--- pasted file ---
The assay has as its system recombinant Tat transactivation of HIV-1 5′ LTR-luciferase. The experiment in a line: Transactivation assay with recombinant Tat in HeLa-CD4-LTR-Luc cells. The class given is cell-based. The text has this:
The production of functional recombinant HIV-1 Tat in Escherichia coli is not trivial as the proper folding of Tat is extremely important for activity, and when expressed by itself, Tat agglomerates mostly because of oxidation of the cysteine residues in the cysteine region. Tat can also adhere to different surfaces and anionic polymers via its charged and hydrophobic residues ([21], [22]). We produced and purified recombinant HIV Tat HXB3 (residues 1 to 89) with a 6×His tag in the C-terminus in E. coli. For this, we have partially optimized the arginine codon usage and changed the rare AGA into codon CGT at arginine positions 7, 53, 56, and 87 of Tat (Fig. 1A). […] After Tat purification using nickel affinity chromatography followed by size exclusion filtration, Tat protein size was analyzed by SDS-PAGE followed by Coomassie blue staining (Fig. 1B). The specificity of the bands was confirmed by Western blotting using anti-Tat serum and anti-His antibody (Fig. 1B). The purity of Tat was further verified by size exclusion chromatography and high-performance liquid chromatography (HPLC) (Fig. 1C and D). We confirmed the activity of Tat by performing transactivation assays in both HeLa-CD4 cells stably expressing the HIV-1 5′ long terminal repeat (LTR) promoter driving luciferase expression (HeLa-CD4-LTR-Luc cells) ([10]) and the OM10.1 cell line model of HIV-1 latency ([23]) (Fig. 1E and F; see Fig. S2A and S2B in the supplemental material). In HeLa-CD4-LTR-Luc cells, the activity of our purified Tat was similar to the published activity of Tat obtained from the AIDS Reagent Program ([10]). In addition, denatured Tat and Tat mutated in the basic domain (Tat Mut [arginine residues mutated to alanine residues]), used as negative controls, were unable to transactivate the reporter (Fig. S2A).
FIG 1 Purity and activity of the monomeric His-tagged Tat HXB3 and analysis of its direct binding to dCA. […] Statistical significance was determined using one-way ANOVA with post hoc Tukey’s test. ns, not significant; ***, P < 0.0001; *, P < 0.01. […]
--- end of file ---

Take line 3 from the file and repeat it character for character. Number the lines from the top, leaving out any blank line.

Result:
FIG 1 Purity and activity of the monomeric His-tagged Tat HXB3 and analysis of its direct binding to dCA. […] Statistical significance was determined using one-way ANOVA with post hoc Tukey’s test. ns, not significant; ***, P < 0.0001; *, P < 0.01. […]